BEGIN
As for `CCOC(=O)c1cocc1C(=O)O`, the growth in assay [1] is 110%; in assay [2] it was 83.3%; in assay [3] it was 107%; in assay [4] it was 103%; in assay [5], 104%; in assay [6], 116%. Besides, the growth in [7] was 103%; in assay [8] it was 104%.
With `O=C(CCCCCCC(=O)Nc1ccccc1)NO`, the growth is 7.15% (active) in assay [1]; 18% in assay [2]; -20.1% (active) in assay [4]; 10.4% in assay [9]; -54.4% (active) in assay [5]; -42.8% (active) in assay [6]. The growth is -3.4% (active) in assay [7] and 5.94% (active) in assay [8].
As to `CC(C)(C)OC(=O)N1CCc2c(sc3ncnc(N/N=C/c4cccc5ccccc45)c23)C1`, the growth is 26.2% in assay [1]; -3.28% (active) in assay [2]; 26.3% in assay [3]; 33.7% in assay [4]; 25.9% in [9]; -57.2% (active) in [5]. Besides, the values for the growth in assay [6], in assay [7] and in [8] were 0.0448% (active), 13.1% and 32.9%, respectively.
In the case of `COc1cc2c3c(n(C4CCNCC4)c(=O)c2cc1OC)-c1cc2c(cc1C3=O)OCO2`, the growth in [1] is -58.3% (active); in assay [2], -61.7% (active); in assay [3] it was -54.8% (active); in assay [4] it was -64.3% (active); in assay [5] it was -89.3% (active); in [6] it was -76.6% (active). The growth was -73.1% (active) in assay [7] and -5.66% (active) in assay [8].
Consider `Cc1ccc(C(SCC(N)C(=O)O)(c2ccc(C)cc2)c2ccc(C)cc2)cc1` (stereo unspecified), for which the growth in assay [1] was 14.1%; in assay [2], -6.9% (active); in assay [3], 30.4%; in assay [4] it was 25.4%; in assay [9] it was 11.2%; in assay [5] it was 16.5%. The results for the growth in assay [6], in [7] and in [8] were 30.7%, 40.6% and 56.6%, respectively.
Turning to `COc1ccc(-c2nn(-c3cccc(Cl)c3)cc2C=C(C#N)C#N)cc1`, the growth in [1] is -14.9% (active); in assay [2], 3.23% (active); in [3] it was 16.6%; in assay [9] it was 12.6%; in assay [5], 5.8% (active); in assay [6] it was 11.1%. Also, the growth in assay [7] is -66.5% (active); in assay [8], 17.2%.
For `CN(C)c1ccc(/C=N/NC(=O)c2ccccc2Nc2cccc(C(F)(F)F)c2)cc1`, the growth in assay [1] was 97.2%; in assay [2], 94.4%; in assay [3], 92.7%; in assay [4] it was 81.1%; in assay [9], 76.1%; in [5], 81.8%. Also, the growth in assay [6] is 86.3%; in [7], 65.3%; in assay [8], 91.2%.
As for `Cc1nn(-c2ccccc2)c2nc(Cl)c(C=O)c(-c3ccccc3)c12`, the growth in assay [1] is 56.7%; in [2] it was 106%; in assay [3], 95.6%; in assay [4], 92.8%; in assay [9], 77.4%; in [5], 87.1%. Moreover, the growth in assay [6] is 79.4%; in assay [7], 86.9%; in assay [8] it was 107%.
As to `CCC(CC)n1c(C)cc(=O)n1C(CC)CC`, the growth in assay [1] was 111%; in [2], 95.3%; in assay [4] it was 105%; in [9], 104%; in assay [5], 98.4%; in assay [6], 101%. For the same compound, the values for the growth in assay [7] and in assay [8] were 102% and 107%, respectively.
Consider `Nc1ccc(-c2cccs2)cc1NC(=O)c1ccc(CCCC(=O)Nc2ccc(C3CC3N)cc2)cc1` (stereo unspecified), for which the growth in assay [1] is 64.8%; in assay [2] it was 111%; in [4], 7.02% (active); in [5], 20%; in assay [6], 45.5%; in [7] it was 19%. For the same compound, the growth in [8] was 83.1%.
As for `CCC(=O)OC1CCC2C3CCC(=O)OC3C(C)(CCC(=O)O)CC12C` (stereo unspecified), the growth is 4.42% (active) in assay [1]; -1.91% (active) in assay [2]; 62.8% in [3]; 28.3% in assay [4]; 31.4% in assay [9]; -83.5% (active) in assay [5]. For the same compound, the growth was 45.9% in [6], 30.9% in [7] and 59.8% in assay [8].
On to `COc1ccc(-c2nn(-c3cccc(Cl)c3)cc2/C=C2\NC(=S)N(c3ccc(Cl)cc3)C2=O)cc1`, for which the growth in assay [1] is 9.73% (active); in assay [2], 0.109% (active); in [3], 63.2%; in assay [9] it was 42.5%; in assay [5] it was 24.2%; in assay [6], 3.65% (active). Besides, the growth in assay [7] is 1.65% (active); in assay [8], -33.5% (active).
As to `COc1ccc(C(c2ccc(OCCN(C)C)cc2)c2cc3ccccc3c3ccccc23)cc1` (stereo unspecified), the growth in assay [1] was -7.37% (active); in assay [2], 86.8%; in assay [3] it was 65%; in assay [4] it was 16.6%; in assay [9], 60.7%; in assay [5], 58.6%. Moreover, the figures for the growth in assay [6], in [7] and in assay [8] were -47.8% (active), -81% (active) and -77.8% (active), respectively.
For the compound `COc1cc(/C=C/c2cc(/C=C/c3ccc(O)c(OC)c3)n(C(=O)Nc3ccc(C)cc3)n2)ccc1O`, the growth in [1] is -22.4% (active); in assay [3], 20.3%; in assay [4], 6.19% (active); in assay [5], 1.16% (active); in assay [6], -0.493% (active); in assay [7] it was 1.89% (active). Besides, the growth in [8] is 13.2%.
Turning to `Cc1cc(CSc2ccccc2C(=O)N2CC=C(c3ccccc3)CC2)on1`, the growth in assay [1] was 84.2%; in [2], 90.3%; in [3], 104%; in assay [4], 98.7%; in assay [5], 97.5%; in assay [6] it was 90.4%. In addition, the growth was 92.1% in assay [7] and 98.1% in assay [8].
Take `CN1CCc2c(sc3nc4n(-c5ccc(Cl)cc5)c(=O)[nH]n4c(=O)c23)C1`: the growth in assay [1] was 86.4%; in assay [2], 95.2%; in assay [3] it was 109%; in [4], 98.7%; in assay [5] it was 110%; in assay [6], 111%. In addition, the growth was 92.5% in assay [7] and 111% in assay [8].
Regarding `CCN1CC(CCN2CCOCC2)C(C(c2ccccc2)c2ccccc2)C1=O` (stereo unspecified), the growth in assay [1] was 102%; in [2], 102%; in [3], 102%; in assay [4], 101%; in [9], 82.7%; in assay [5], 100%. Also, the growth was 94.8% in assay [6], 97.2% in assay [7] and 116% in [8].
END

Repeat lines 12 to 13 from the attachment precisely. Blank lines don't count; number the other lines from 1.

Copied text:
On to `COc1ccc(-c2nn(-c3cccc(Cl)c3)cc2/C=C2\NC(=S)N(c3ccc(Cl)cc3)C2=O)cc1`, for which the growth in assay [1] is 9.73% (active); in assay [2], 0.109% (active); in [3], 63.2%; in assay [9] it was 42.5%; in assay [5] it was 24.2%; in assay [6], 3.65% (active). Besides, the growth in assay [7] is 1.65% (active); in assay [8], -33.5% (active).
As to `COc1ccc(C(c2ccc(OCCN(C)C)cc2)c2cc3ccccc3c3ccccc23)cc1` (stereo unspecified), the growth in assay [1] was -7.37% (active); in assay [2], 86.8%; in assay [3] it was 65%; in assay [4] it was 16.6%; in assay [9], 60.7%; in assay [5], 58.6%. Moreover, the figures for the growth in assay [6], in [7] and in assay [8] were -47.8% (active), -81% (active) and -77.8% (active), respectively.